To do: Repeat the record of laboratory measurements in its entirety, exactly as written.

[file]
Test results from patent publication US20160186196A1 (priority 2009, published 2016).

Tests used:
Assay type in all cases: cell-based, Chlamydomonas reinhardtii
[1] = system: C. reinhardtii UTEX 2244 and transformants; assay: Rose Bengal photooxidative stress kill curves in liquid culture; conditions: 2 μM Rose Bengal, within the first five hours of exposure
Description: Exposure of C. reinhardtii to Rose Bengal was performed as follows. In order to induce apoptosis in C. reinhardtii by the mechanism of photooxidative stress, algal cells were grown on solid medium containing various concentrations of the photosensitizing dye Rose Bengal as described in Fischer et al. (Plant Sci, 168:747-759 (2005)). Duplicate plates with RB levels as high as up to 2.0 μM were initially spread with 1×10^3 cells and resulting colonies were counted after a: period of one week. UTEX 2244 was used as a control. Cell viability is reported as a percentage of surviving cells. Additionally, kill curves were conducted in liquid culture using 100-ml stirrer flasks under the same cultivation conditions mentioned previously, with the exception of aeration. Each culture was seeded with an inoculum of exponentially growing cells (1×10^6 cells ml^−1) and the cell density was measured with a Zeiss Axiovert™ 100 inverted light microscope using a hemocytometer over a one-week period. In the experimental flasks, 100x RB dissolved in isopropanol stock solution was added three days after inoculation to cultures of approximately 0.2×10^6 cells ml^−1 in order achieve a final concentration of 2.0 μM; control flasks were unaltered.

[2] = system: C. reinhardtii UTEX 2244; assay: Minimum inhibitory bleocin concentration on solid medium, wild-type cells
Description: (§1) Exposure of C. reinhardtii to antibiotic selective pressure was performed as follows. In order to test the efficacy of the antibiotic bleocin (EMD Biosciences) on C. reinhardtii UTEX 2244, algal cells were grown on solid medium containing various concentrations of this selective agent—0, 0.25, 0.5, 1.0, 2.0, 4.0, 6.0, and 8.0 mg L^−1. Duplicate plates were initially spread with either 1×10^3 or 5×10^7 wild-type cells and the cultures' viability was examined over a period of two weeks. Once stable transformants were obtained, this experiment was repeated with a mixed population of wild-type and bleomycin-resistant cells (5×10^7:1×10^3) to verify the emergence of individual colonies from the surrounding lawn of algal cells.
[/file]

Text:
Test results from patent publication US20160186196A1 (priority 2009, published 2016).

Tests used:
Assay type in all cases: cell-based, Chlamydomonas reinhardtii
[1] = system: C. reinhardtii UTEX 2244 and transformants; assay: Rose Bengal photooxidative stress kill curves in liquid culture; conditions: 2 μM Rose Bengal, within the first five hours of exposure
Description: Exposure of C. reinhardtii to Rose Bengal was performed as follows. In order to induce apoptosis in C. reinhardtii by the mechanism of photooxidative stress, algal cells were grown on solid medium containing various concentrations of the photosensitizing dye Rose Bengal as described in Fischer et al. (Plant Sci, 168:747-759 (2005)). Duplicate plates with RB levels as high as up to 2.0 μM were initially spread with 1×10^3 cells and resulting colonies were counted after a: period of one week. UTEX 2244 was used as a control. Cell viability is reported as a percentage of surviving cells. Additionally, kill curves were conducted in liquid culture using 100-ml stirrer flasks under the same cultivation conditions mentioned previously, with the exception of aeration. Each culture was seeded with an inoculum of exponentially growing cells (1×10^6 cells ml^−1) and the cell density was measured with a Zeiss Axiovert™ 100 inverted light microscope using a hemocytometer over a one-week period. In the experimental flasks, 100x RB dissolved in isopropanol stock solution was added three days after inoculation to cultures of approximately 0.2×10^6 cells ml^−1 in order achieve a final concentration of 2.0 μM; control flasks were unaltered.

[2] = system: C. reinhardtii UTEX 2244; assay: Minimum inhibitory bleocin concentration on solid medium, wild-type cells
Description: (§1) Exposure of C. reinhardtii to antibiotic selective pressure was performed as follows. In order to test the efficacy of the antibiotic bleocin (EMD Biosciences) on C. reinhardtii UTEX 2244, algal cells were grown on solid medium containing various concentrations of this selective agent—0, 0.25, 0.5, 1.0, 2.0, 4.0, 6.0, and 8.0 mg L^−1. Duplicate plates were initially spread with either 1×10^3 or 5×10^7 wild-type cells and the cultures' viability was examined over a period of two weeks. Once stable transformants were obtained, this experiment was repeated with a mixed population of wild-type and bleomycin-resistant cells (5×10^7:1×10^3) to verify the emergence of individual colonies from the surrounding lawn of algal cells.